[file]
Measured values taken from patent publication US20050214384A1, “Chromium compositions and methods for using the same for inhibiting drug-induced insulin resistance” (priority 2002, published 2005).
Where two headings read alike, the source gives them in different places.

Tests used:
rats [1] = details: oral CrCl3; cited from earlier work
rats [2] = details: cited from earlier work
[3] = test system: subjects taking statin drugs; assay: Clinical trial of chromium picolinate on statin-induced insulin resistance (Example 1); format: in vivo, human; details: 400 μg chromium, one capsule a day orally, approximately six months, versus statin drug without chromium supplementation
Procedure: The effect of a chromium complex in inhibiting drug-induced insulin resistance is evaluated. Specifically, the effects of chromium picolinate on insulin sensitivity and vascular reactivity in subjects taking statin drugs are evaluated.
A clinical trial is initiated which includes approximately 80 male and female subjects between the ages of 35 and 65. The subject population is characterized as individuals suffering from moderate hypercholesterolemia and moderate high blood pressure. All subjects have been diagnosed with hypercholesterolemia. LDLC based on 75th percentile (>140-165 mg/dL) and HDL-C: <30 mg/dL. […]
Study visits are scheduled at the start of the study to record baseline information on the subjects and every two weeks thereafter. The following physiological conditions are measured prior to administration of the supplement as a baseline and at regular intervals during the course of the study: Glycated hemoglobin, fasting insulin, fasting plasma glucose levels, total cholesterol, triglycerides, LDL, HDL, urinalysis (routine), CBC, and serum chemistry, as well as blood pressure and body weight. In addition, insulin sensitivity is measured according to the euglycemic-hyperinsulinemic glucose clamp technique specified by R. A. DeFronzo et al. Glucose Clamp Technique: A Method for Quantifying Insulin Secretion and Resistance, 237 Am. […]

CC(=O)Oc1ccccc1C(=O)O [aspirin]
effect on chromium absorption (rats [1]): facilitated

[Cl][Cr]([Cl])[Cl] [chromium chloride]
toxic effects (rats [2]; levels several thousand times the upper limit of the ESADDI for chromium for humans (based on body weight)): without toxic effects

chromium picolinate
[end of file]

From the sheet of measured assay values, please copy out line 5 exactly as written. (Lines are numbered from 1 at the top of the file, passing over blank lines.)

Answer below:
rats [2] = details: cited from earlier work